Evening Planets

As the sky darkens this month, Mars is the brightest “star” in the southwest sky of Aries, a region devoid of bright stars. You can’t miss the solo bright planet of the evening. Each night, Mars retreats from Neptune and treks toward Uranus. The two worlds will appear to be less than two degrees apart from Feb. 10 to 14. A young crescent moon will visit Uranus and Mars on Feb. 10. The closest passing of Mars to Uranus occurs on the night of Feb. 12, with a separation of about one degree. Mars (magnitude 1.05) will easily guide telescope observers to much dimmer (magnitude 5.8) Uranus.

After mid-month, Mercury begins a slow steady climb up from the setting sun. Look on Feb. 17, toward the western horizon about an hour after sunset, to spot a tiny “star.” That’s Mercury. Each night in late February, Mercury will gain a bit of altitude and brightness. Best nights to observe the elusive planet Mercury are Feb. 21 until Mar. 2. This is the best opportunity to see Mercury in the evening this year. It is rumored that the famous astronomer Copernicus never saw Mercury. Depending on the weather, a Mercury observing session will be hosted at the Morgan Observatory. Look at the observatory web site for details. Come see our first rock from the sun.

About every two months, Mercury is positioned in its orbit far enough to the right or left of the sun (elongation) to be glimpsed after sunset or before sunrise. The best Mercury appearances in the evening for 2019 include late February, late June, and mid-October. This month, Mercury will be at its highest altitude and brightness. The June apparition will be much lower altitude and much dimmer, as will October. The best chance to spot Mercury in the pre-dawn sky will be early August followed by late November and the least favorable chance in early April. On Nov. 11, Mercury will track across the disk of the sun (a transit of Mercury). The next transit of Mercury will occur in about 13 years on Nov. 13, 2032. Let’s hope we have a clear early morning this Nov. 11. It will be a busy year for Mercury observers.

Dawn Planets

Brilliant Venus begins a slow descent toward the rising sun late in February. Jupiter steadily pulls away from Venus, widening the gap from about 11 degrees tomorrow morning to about 30 degrees by month’s close. As Saturn continues to rise away from the dawn sky, the ringed world appears to encounter dazzling Venus as it heads down toward the sunrise. A wide conjunction occurs on the morning of Feb. 18 at about one degree apart. The two worlds seem to be less than 1 ½ degrees apart from Feb. 17 to 19. Fog permitting, take a look.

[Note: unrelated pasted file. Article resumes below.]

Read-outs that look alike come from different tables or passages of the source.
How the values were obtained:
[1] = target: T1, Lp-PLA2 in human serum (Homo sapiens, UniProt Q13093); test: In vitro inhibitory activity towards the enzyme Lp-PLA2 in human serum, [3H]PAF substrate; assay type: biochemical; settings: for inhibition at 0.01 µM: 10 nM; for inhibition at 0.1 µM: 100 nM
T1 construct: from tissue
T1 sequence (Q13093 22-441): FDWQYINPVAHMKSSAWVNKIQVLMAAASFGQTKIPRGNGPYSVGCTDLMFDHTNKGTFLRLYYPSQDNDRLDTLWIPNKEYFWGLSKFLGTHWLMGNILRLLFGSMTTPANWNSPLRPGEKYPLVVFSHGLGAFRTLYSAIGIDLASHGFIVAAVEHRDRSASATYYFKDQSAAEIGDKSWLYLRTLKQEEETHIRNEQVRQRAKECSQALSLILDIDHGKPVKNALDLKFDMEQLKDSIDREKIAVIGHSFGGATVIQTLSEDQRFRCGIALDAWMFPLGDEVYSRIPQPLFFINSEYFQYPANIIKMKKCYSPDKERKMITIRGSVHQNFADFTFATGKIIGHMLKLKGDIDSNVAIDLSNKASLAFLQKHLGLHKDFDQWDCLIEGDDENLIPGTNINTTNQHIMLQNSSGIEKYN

Super Moon

The nights of Feb. 18 and Feb. 19 brings the Snow Full Moon. This is the closest full moon for 2019 at 351,138 Km from earth at 12:11 a.m. of Feb. 19. Hence, the title of Super Moon. If you would rather enjoy the Snow Super Full Moon a bit earlier at 10:12 p.m. on Feb. 18, the full moon will be less than 1,000 Km (600 miles) more distant or only 0.28 percent smaller in apparent size. Super full moons typically appear about 10 percent bigger and 20 percent brighter than average full moons. Only a pure Super Moon fan might notice the difference. We will also have a Super Full moon in March but not as close as the Super Wolf Moon of February.

Morgan Observatory at U.C.C. (PMO)

Come to the observatory at 7 p.m. Feb. 11 to celebrate the International Union of Astronomers worldwide recognition of women in Astronomy. Clear or cloudy, a brief lecture will be given about famous Women in Astronomy. If skies are clear, winter and early spring deep sky objects including star clusters and nebula will be observed. Please check the observatory website at umpqua.edu/observatory for updates.

Observatory seating is limited and parking is available near the Tower Building at UCC. All events are offered without charge. Dress warmly and bring a blanket as winter nights can be very chilly at the observatory.

A second event to observe the planet Mercury will be hosted one night during the last week of February at 6:30 p.m. depending on clear skies. Look to the observatory website to see the date of this event.

Umpqua Astronomers Meeting — February 2019

Come at 7 p.m., Feb. 12 to UCC Wayne Crooch Hall Room 18 for the Umpqua Astronomers February 2019 meeting. Club news, monthly sky events and astronomy news will be presented. Use of the online imaging subscription service called SLOOH will be discussed.

A special program to help new owners of telescopes will be held at 6:30 p.m. Everyone interested in astronomy is welcome.

For more information visit, umpquaastronomers.org or call 541-673-1081.

Paul Morgan is an astronomer at Umpqua Community College.

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